“Whole-person health is really taking this idea that we need to treat the whole person, not just the disease; that we need to look at the whole spectrum of the social factors that impact a person’s health, including behavioral and mental health,” said Peggy Maguire, president of Cambia Health Foundation. “For people who experience loneliness and isolation, their health can be deeply affected – we are all complicated, interconnected beings and we’re meant to be connected to others.”
Earlier this month, U.S. Surgeon General Dr. Vivek Murthy released an advisory declaring widespread loneliness as a public health epidemic. According to the report, loneliness creates health risks that are as deadly as smoking up to 15 cigarettes daily and poses “profound threats to our health and well-being.” While the pandemic brought more attention to the issue of loneliness, the problem existed long before COVID-19.
The impact on aging populationsLoneliness and isolation are typically invisible hazards, worsened by a culture of stigma and shame around the topic. While the Surgeon General’s advisory addresses loneliness and isolation among all ages, older populations are especially at risk due to a variety of factors, like living alone and reduced connection and conversation due to hearing loss. The scope of people affected is staggering; more than one-third of adults age 45 and older feel lonely, and nearly one-fourth of adults age 65 and older are considered to be socially isolated.
When people have healthy social connections with others, the health benefits skyrocket including potential prevention of heart disease, stroke and dementia, as well as improved well-being and quality of life. The opposite is true as well – social isolation is associated with a 50% increased risk of dementia, 29% increased risk of heart disease, and 32% increased risk of stroke.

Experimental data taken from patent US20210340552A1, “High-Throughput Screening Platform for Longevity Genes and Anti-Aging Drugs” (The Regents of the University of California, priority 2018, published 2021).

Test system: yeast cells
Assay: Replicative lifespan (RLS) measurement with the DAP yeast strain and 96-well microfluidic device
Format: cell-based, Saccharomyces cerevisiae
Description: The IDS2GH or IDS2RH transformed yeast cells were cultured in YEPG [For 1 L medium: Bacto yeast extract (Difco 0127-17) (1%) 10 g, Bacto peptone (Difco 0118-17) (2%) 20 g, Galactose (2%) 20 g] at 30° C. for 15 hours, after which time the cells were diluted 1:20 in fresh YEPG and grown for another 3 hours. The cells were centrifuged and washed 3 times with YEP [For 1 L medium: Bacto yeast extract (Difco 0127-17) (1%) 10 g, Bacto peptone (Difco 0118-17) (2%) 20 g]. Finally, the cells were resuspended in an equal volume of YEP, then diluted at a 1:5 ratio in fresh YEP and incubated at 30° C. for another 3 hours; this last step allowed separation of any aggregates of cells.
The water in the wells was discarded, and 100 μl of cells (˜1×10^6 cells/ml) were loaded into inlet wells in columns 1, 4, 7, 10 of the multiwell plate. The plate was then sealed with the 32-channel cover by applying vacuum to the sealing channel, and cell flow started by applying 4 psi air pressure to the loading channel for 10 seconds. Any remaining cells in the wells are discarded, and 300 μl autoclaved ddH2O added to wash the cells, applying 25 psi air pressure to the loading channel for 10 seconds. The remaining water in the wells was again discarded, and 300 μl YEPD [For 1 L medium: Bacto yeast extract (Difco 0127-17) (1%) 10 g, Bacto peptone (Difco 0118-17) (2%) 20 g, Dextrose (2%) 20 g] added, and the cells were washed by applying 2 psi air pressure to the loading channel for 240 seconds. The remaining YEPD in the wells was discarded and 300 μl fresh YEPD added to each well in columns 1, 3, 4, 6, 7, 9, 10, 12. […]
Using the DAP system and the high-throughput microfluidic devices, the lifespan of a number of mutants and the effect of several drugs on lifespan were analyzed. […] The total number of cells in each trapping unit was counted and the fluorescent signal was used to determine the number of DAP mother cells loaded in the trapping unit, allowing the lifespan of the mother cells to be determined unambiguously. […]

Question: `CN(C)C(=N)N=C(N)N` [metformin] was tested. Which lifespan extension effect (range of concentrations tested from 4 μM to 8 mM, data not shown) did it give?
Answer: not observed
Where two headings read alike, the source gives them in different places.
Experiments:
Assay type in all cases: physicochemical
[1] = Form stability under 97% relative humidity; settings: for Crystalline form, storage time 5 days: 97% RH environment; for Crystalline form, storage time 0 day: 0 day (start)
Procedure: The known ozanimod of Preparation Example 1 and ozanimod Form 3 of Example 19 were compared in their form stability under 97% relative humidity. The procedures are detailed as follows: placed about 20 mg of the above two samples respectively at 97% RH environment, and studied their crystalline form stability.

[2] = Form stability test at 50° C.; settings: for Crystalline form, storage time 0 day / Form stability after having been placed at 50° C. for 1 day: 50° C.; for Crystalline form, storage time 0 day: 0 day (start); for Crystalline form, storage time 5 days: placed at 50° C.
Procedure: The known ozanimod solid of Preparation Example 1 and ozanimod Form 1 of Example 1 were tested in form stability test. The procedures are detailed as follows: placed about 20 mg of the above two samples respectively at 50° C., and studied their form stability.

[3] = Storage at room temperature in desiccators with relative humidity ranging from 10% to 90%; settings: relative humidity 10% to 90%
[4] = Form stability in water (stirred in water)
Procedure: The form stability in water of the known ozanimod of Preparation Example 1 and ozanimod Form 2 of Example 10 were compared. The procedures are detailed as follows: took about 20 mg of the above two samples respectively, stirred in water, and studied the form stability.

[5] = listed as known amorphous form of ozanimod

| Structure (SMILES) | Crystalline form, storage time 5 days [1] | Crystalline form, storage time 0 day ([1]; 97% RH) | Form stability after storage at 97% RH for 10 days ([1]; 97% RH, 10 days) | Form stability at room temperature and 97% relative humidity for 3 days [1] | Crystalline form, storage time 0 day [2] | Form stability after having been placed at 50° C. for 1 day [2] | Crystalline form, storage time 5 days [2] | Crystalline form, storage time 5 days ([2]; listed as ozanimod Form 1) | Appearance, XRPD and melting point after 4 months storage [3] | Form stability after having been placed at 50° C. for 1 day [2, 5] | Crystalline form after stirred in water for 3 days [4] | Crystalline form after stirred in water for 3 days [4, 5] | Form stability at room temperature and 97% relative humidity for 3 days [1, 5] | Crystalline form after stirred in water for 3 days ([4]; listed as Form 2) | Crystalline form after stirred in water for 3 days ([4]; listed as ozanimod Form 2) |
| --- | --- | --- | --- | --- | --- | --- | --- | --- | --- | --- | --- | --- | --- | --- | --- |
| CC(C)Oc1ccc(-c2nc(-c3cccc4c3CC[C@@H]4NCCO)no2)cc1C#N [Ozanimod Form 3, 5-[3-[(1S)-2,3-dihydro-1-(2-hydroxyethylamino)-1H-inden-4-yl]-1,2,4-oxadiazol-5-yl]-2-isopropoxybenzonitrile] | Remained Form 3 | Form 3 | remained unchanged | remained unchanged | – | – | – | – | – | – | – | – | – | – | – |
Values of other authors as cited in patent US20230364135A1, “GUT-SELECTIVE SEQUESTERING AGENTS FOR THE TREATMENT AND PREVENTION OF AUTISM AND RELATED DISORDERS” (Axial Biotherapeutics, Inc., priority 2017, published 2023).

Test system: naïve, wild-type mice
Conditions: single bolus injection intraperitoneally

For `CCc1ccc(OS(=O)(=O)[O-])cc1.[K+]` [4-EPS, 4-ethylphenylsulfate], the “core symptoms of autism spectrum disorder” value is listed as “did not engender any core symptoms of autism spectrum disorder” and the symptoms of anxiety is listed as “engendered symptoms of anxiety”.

Empowering Cambia employees to helpThrough volunteerism, serving on nonprofit boards and donating personal funds (with eligible donations matched by the Foundation at 50%), Cambia employees have demonstrated an unwavering commitment to many organizations that help combat loneliness and isolation. Organizations that employees have stepped up to support over the years include:
Meals on Wheels People: In the last five years, $28,863 in donations were generated by employees to support the organization’s vision that “no senior will go hungry or experience social isolation.” In addition to employees volunteering time to serve meals at dining centers, or deliver meals and friendly visits to homebound older adults, Cambia employees have also served on the board. Kristen Erbes, Cambia’s vice president and chief compliance and privacy officer, explained why she chose to support Meals on Wheels as both a volunteer and board member.